Italy's looking good

Owen Byrne owen at permafrost.net
Tue Dec 2 23:14:49 PST 2003


as a (lesser) partner in fascism and all that kind of stuff. Hey - 
they've got a history. And hopefully they'll give a humorous 
counterbalance for the left - every French joke goes triple for the 
Ities if they ever fight a war - maybe we could rename spaghetti 
eventually, although freedom noodles just doesn't cut it. Hmmm something 
with the meatballs maybe, and an appropriate castration metaphor. 
Sometime in the future hopefully - I think - "Limp noodles spread over 
Bush's balls" might be a good moniker - Might not be the biggest seller 
though.

 Lets not forget <nosarcasm>A first class partner in the Coalition of 
the Willing</nosarcasm>

Owen

http://edition.cnn.com/2003/WORLD/europe/12/02/italy.media.law.reut/index.html


  Berlusconi tightens media grip

*ROME, Italy (Reuters) --**The Italian parliament passed a controversial 
media bill on Tuesday which critics say favours Prime Minister Silvio 
Berlusconi's business empire.*

After a drawn-out battle, the law was approved by Berlusconi's 
centre-right allies with a 27-vote majority in the face of fierce 
opposition from centre-left politicians as well as some newspaper 
editors and state broadcaster RAI.

Government supporters say the law breathes fresh life into the rigid 
media market, allowing the largely protected Italian industry to deal 
with foreign competition and setting a time frame for the roll-out of 
digital television.

But opponents say it favours private broadcaster Mediaset, top publisher 
Mondadori and Italy's biggest advertising sales firm -- all controlled 
by the Berlusconi family holding company Fininvest.

"From today we are all a little less free... the law worsens all the 
ills of our television system: little competition, falling quality and 
progressive restriction of pluralism,'' said Paolo Gentiloni of the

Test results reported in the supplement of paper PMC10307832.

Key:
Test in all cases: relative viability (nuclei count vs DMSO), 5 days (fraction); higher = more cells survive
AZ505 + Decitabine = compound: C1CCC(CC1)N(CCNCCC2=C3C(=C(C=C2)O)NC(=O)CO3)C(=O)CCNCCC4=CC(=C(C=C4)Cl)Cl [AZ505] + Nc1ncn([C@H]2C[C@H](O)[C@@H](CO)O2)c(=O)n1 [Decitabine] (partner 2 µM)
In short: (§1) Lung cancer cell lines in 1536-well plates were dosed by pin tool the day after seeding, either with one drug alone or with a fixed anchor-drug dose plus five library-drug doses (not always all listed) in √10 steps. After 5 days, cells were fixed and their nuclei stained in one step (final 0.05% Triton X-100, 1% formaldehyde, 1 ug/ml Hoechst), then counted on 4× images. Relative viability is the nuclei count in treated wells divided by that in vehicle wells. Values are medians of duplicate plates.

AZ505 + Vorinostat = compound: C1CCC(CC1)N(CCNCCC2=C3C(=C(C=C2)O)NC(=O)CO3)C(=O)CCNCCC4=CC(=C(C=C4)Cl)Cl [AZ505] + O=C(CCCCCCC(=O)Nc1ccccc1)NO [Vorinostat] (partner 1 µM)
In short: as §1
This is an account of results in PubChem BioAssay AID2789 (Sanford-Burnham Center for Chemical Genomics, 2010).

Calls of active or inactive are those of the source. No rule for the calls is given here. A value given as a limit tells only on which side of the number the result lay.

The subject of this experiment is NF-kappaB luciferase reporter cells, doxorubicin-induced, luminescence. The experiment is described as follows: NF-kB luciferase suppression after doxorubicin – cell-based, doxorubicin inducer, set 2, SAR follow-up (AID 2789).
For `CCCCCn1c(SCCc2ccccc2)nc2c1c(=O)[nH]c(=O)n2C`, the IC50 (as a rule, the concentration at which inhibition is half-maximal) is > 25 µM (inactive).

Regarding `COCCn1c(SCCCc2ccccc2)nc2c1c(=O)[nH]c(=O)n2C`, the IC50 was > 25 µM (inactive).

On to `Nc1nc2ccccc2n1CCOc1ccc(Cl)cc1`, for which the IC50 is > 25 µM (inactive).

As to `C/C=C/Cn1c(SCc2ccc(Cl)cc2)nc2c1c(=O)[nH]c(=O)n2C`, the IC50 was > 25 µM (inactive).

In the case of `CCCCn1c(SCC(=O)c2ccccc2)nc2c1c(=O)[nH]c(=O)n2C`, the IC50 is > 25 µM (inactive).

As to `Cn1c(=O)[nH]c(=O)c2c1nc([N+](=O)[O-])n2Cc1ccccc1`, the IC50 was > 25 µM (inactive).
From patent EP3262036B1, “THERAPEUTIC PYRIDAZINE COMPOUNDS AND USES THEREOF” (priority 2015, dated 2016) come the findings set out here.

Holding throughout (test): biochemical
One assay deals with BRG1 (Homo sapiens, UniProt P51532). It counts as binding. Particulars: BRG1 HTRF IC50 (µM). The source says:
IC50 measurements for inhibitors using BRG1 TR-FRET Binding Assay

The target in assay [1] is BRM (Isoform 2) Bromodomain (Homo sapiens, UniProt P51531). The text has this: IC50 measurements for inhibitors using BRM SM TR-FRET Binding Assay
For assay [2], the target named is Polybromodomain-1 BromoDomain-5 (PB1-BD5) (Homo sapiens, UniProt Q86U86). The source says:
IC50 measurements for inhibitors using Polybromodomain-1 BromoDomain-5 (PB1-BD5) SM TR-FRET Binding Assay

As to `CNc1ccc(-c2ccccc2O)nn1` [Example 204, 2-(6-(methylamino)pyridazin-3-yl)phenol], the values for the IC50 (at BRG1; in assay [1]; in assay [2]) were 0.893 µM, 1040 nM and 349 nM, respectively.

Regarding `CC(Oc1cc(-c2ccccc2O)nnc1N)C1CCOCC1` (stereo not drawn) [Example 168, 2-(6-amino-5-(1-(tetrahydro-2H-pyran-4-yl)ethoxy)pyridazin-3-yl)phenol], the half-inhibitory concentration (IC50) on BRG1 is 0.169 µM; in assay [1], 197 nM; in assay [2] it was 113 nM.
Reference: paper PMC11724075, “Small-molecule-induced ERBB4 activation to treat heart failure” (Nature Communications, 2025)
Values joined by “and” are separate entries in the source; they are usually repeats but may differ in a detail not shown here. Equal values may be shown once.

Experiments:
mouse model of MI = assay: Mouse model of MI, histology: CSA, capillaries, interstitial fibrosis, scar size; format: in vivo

centre-left opposition Margherita party.

Berlusconi, through his political office and his business interests, has 
direct and indirect influence over an estimated 95 percent of Italian TV.

The new media law, named after Communications Minister Maurizio 
Gasparri, will allow the Berlusconi family holding company to buy into 
radio and newspapers from 2009.

"We are satisfied. But it's only a chapter in a never-ending story,'' 
Mediaset Chairman Fedele Confalonieri told reporters in Monte Carlo. 
"Even tomorrow, the protests to the Italian president will begin.''

Earlier, he said the law would give Mediaset and publisher Mondadori 
access to extra revenues of 750 million euros ($896 million).


      Same but different

Italy's move to loosen media ownership laws follows a trend seen in 
Britain and most recently the United States and Spain.

U.S. legislators gave in to White House pressure last week and agreed to 
allow increased control of the airwaves by television networks, while 
Spain is considering allowing one firm to hold stakes in more than one 
TV network.

But analysts say while Italy's laws are not in theory dissimilar to 
Western peers, because of the unique media makeup of the country they 
could not be more different.

"From a media ownership point of view, what Italy is trying to have is a 
system that is not greatly different from Britain's. But then there's 
the Berlusconi factor,'' said one London-based media analyst, who 
declined to be identified.

"Having a prime minister whose family has a chunk of a broadcaster that 
has 65 percent of the advertising market and 43 percent audience share 
makes the two systems incomparable,'' the analyst added.

The government vowed to change media laws when it took office in 2001, 
but only unveiled the package in September 2002 after lengthy consultations.

The Gasparri law expands the advertising market by allowing more space 
for product promotions within shows -- increasing commercial time beyond 
the current 20 minutes every hour.

The law also puts RAI through a privatisation that critics -- including 
its president Lucia Annunziata and other media executives -- have called 
"fake,'' because it allows shareholders to take just a one percent stake 
in the state broadcaster.

Annunziata, who only took over the RAI helm in March, has said she would 
resign if the bill was passed.





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